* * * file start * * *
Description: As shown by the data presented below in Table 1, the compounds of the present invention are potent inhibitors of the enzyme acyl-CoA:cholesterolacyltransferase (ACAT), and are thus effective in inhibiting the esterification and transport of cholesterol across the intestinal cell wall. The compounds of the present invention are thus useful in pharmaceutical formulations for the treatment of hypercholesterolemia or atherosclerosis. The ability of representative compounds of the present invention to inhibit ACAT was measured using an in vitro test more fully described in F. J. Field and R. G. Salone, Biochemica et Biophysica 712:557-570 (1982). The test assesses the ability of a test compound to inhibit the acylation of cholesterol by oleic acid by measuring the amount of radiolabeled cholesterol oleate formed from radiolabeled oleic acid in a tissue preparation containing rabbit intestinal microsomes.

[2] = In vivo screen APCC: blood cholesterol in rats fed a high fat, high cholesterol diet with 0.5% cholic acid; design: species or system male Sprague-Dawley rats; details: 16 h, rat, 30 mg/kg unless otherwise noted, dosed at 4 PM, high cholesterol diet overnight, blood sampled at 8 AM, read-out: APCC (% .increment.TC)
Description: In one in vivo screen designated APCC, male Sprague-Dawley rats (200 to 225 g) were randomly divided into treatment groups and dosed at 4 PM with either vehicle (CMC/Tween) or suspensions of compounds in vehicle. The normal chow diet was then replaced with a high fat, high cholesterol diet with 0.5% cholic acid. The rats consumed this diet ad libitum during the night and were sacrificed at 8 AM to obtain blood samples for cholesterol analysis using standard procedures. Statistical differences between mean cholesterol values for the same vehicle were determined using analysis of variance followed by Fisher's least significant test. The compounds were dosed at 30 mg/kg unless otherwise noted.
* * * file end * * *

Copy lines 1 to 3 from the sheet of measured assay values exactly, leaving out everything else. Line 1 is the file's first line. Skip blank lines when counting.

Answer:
Description: As shown by the data presented below in Table 1, the compounds of the present invention are potent inhibitors of the enzyme acyl-CoA:cholesterolacyltransferase (ACAT), and are thus effective in inhibiting the esterification and transport of cholesterol across the intestinal cell wall. The compounds of the present invention are thus useful in pharmaceutical formulations for the treatment of hypercholesterolemia or atherosclerosis. The ability of representative compounds of the present invention to inhibit ACAT was measured using an in vitro test more fully described in F. J. Field and R. G. Salone, Biochemica et Biophysica 712:557-570 (1982). The test assesses the ability of a test compound to inhibit the acylation of cholesterol by oleic acid by measuring the amount of radiolabeled cholesterol oleate formed from radiolabeled oleic acid in a tissue preparation containing rabbit intestinal microsomes.

[2] = In vivo screen APCC: blood cholesterol in rats fed a high fat, high cholesterol diet with 0.5% cholic acid; design: species or system male Sprague-Dawley rats; details: 16 h, rat, 30 mg/kg unless otherwise noted, dosed at 4 PM, high cholesterol diet overnight, blood sampled at 8 AM, read-out: APCC (% .increment.TC)
Description: In one in vivo screen designated APCC, male Sprague-Dawley rats (200 to 225 g) were randomly divided into treatment groups and dosed at 4 PM with either vehicle (CMC/Tween) or suspensions of compounds in vehicle. The normal chow diet was then replaced with a high fat, high cholesterol diet with 0.5% cholic acid. The rats consumed this diet ad libitum during the night and were sacrificed at 8 AM to obtain blood samples for cholesterol analysis using standard procedures. Statistical differences between mean cholesterol values for the same vehicle were determined using analysis of variance followed by Fisher's least significant test. The compounds were dosed at 30 mg/kg unless otherwise noted.